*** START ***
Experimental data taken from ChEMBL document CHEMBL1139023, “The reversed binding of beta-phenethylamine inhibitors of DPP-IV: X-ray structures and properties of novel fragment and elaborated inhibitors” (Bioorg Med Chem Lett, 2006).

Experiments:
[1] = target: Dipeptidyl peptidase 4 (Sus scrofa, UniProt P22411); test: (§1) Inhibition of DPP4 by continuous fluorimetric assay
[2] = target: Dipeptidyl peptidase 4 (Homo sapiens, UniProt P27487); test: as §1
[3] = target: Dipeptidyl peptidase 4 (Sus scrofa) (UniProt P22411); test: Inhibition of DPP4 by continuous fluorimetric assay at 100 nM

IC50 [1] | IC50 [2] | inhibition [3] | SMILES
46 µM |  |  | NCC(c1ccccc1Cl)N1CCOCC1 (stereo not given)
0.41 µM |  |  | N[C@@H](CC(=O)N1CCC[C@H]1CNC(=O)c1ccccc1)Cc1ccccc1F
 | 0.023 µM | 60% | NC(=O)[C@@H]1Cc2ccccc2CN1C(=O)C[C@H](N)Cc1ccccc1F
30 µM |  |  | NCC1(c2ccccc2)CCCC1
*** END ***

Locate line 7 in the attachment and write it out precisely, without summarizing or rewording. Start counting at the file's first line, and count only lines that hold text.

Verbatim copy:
46 µM |  |  | NCC(c1ccccc1Cl)N1CCOCC1 (stereo not given)